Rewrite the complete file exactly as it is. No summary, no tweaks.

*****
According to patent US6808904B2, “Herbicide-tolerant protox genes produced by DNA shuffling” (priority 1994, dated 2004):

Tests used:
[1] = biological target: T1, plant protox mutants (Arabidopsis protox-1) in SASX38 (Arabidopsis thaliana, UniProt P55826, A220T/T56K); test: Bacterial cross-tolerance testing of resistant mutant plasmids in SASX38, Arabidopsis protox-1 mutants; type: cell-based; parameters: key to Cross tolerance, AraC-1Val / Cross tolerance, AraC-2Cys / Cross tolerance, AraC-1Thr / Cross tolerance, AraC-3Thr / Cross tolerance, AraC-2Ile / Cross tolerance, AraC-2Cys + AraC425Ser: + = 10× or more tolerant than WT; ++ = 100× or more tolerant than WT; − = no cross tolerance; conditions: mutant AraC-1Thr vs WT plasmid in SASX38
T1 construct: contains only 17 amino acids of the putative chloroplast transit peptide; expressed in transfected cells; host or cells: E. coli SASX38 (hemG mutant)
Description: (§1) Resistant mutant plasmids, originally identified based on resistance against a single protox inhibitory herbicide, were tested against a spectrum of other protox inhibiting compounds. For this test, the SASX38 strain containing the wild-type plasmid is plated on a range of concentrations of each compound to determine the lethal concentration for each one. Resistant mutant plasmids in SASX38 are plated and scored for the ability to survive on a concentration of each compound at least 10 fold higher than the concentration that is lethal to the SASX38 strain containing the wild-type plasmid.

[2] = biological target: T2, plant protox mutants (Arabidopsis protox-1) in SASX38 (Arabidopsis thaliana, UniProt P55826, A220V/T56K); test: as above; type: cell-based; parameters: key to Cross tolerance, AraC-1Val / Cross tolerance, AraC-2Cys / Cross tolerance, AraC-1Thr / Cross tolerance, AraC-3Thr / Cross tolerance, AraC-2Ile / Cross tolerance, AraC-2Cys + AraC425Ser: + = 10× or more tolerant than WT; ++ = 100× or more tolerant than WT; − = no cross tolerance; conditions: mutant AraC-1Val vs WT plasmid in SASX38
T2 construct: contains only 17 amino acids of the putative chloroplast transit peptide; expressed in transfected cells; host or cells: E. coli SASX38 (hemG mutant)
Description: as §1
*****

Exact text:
According to patent US6808904B2, “Herbicide-tolerant protox genes produced by DNA shuffling” (priority 1994, dated 2004):

Tests used:
[1] = biological target: T1, plant protox mutants (Arabidopsis protox-1) in SASX38 (Arabidopsis thaliana, UniProt P55826, A220T/T56K); test: Bacterial cross-tolerance testing of resistant mutant plasmids in SASX38, Arabidopsis protox-1 mutants; type: cell-based; parameters: key to Cross tolerance, AraC-1Val / Cross tolerance, AraC-2Cys / Cross tolerance, AraC-1Thr / Cross tolerance, AraC-3Thr / Cross tolerance, AraC-2Ile / Cross tolerance, AraC-2Cys + AraC425Ser: + = 10× or more tolerant than WT; ++ = 100× or more tolerant than WT; − = no cross tolerance; conditions: mutant AraC-1Thr vs WT plasmid in SASX38
T1 construct: contains only 17 amino acids of the putative chloroplast transit peptide; expressed in transfected cells; host or cells: E. coli SASX38 (hemG mutant)
Description: (§1) Resistant mutant plasmids, originally identified based on resistance against a single protox inhibitory herbicide, were tested against a spectrum of other protox inhibiting compounds. For this test, the SASX38 strain containing the wild-type plasmid is plated on a range of concentrations of each compound to determine the lethal concentration for each one. Resistant mutant plasmids in SASX38 are plated and scored for the ability to survive on a concentration of each compound at least 10 fold higher than the concentration that is lethal to the SASX38 strain containing the wild-type plasmid.

[2] = biological target: T2, plant protox mutants (Arabidopsis protox-1) in SASX38 (Arabidopsis thaliana, UniProt P55826, A220V/T56K); test: as above; type: cell-based; parameters: key to Cross tolerance, AraC-1Val / Cross tolerance, AraC-2Cys / Cross tolerance, AraC-1Thr / Cross tolerance, AraC-3Thr / Cross tolerance, AraC-2Ile / Cross tolerance, AraC-2Cys + AraC425Ser: + = 10× or more tolerant than WT; ++ = 100× or more tolerant than WT; − = no cross tolerance; conditions: mutant AraC-1Val vs WT plasmid in SASX38
T2 construct: contains only 17 amino acids of the putative chloroplast transit peptide; expressed in transfected cells; host or cells: E. coli SASX38 (hemG mutant)
Description: as §1